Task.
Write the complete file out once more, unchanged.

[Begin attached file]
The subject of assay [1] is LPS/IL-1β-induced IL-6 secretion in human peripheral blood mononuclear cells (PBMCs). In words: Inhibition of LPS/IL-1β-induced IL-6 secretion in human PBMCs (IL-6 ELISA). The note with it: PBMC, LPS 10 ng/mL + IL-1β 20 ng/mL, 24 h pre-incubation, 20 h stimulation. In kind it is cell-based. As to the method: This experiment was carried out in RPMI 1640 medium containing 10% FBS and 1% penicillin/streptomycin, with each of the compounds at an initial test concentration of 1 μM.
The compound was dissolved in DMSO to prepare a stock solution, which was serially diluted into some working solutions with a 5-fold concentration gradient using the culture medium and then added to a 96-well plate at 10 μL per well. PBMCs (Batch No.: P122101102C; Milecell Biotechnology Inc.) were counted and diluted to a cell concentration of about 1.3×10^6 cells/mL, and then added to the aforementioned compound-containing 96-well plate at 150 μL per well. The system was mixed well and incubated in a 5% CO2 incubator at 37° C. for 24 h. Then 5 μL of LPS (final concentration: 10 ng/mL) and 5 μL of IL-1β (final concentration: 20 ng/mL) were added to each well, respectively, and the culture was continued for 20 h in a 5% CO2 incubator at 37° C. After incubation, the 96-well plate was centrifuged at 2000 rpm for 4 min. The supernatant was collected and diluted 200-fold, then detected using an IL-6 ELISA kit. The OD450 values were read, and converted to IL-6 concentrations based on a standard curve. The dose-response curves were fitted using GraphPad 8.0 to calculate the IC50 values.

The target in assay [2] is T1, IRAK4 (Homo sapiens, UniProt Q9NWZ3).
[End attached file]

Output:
The subject of assay [1] is LPS/IL-1β-induced IL-6 secretion in human peripheral blood mononuclear cells (PBMCs). In words: Inhibition of LPS/IL-1β-induced IL-6 secretion in human PBMCs (IL-6 ELISA). The note with it: PBMC, LPS 10 ng/mL + IL-1β 20 ng/mL, 24 h pre-incubation, 20 h stimulation. In kind it is cell-based. As to the method: This experiment was carried out in RPMI 1640 medium containing 10% FBS and 1% penicillin/streptomycin, with each of the compounds at an initial test concentration of 1 μM.
The compound was dissolved in DMSO to prepare a stock solution, which was serially diluted into some working solutions with a 5-fold concentration gradient using the culture medium and then added to a 96-well plate at 10 μL per well. PBMCs (Batch No.: P122101102C; Milecell Biotechnology Inc.) were counted and diluted to a cell concentration of about 1.3×10^6 cells/mL, and then added to the aforementioned compound-containing 96-well plate at 150 μL per well. The system was mixed well and incubated in a 5% CO2 incubator at 37° C. for 24 h. Then 5 μL of LPS (final concentration: 10 ng/mL) and 5 μL of IL-1β (final concentration: 20 ng/mL) were added to each well, respectively, and the culture was continued for 20 h in a 5% CO2 incubator at 37° C. After incubation, the 96-well plate was centrifuged at 2000 rpm for 4 min. The supernatant was collected and diluted 200-fold, then detected using an IL-6 ELISA kit. The OD450 values were read, and converted to IL-6 concentrations based on a standard curve. The dose-response curves were fitted using GraphPad 8.0 to calculate the IC50 values.

The target in assay [2] is T1, IRAK4 (Homo sapiens, UniProt Q9NWZ3).